We’re standing at the crossroads and must decide: do we want a new Cold War or a Global Green New Deal?

By Tobita Chow, Democratic Left

The future of humanity is threatened by two great— and intertwined—challenges: the climate crisis and the escalating great-power conflict between the United States and China. In order to overcome the climate crisis, we must replace great-power conflict with global cooperation. This will be particularly important when it comes to addressing global climate injustice, a crucial but frequently overlooked part of the struggle to end the climate crisis.

To overcome the climate crisis, we need a radical trans- formation of the global economy. A good model is a Global Green New Deal: the extension of the principles of the Green New Deal across borders. This would include the creation of a global clean energy economy that generates abundant good, green jobs in all countries, led by public investment. Although this would not yet be a post-capitalist global society, it would create better conditions to build more powerful socialist movements worldwide.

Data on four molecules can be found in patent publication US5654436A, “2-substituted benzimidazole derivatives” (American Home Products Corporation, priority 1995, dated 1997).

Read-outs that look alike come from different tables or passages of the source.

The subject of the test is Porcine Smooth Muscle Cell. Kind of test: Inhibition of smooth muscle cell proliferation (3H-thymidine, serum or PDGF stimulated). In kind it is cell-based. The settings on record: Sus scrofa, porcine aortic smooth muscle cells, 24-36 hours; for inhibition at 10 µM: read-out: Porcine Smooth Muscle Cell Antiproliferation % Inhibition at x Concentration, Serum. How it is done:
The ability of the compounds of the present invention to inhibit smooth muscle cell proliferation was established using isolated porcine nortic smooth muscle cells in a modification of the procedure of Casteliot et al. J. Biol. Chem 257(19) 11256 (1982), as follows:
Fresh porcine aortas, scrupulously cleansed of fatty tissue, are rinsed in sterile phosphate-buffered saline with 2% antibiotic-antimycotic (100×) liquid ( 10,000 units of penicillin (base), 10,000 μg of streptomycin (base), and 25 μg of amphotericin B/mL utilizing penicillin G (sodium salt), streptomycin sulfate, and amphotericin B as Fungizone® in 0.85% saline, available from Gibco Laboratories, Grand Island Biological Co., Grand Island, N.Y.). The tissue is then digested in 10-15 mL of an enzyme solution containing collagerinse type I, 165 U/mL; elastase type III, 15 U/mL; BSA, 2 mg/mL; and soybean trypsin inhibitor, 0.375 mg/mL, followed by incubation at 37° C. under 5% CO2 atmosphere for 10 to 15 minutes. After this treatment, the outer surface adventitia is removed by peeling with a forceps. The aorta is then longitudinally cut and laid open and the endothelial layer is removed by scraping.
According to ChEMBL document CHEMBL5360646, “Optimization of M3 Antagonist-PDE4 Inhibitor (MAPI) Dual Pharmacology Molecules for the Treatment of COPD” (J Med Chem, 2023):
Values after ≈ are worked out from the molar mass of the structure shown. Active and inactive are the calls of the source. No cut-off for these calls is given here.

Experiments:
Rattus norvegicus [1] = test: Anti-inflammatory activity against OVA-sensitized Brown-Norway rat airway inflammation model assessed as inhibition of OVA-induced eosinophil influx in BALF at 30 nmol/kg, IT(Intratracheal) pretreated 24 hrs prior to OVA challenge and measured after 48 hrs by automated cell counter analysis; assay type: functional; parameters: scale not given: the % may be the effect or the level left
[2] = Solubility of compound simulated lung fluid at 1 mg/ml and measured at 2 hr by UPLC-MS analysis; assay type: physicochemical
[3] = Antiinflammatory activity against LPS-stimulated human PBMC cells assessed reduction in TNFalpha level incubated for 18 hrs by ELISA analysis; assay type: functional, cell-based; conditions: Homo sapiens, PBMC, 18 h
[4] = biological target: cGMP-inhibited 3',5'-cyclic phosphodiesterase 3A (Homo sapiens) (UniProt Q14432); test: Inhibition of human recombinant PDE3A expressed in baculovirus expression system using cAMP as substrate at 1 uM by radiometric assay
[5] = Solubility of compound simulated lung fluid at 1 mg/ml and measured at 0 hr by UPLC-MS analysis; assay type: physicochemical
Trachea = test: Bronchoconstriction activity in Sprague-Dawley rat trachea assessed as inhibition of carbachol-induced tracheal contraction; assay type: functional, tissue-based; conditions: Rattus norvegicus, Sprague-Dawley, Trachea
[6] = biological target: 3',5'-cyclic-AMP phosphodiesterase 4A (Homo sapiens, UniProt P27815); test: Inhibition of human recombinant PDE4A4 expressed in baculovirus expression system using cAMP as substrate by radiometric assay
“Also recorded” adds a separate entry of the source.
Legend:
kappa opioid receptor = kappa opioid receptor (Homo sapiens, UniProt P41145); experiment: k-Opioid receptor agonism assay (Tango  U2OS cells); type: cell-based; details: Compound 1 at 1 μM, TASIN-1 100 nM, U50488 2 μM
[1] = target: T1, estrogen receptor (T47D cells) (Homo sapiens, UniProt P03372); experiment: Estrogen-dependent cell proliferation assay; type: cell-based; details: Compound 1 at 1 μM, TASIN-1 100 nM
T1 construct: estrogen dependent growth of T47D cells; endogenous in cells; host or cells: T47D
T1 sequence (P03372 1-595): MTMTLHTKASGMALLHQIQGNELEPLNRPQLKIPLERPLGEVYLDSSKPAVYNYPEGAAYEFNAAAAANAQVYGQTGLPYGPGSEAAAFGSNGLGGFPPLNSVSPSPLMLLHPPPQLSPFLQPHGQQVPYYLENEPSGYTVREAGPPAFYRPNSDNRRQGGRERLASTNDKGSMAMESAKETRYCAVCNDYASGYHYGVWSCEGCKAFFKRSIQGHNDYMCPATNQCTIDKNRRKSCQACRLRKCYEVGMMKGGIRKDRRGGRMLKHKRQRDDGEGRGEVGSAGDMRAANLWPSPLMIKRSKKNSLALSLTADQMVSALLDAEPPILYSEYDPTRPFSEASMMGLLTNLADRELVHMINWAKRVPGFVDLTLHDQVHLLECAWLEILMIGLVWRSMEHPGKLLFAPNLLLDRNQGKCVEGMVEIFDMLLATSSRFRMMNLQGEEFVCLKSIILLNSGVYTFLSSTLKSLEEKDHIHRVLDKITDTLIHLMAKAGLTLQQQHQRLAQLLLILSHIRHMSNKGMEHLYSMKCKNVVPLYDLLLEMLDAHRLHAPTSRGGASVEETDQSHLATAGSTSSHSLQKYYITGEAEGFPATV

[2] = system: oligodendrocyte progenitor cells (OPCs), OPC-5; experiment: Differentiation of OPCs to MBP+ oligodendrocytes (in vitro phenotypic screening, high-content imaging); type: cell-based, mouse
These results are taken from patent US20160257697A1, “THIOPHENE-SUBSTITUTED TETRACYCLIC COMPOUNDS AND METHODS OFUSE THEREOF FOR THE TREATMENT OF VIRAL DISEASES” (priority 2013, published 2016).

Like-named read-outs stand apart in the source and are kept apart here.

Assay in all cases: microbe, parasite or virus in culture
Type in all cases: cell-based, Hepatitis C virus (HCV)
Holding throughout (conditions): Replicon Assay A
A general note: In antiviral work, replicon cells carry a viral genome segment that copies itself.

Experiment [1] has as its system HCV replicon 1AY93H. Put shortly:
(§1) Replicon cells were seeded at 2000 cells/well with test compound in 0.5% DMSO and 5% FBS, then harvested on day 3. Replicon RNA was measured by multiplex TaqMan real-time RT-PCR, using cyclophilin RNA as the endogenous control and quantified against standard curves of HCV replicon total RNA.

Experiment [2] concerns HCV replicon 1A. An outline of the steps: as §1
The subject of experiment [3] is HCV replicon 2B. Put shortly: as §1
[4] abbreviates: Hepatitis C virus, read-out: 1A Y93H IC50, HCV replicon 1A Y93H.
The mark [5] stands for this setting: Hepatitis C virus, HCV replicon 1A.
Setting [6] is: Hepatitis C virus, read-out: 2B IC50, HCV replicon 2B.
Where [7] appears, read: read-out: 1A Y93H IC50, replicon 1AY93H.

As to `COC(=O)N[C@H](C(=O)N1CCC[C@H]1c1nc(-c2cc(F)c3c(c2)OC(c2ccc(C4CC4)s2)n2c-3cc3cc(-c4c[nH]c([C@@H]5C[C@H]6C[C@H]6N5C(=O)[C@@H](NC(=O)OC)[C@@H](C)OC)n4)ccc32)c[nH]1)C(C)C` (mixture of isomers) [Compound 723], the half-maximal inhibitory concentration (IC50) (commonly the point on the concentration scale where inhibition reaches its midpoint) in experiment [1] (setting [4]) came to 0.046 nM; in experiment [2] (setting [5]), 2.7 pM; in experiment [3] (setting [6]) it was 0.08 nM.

Protestors hold signs reading

A Global Green New Deal is necessary in order to end the current conflict between economic development and climate action in the Global South, where the need for economic development is pressing and strong climate policies can make scarce opportunities for development seem even scarcer. Creating new green jobs in all countries would also eliminate the sense that workers in different countries are trapped in a zero-sum competition for scarce jobs, a mind- set that underlies much of the popular support for dangerous nationalist politics in the United States and around the world.

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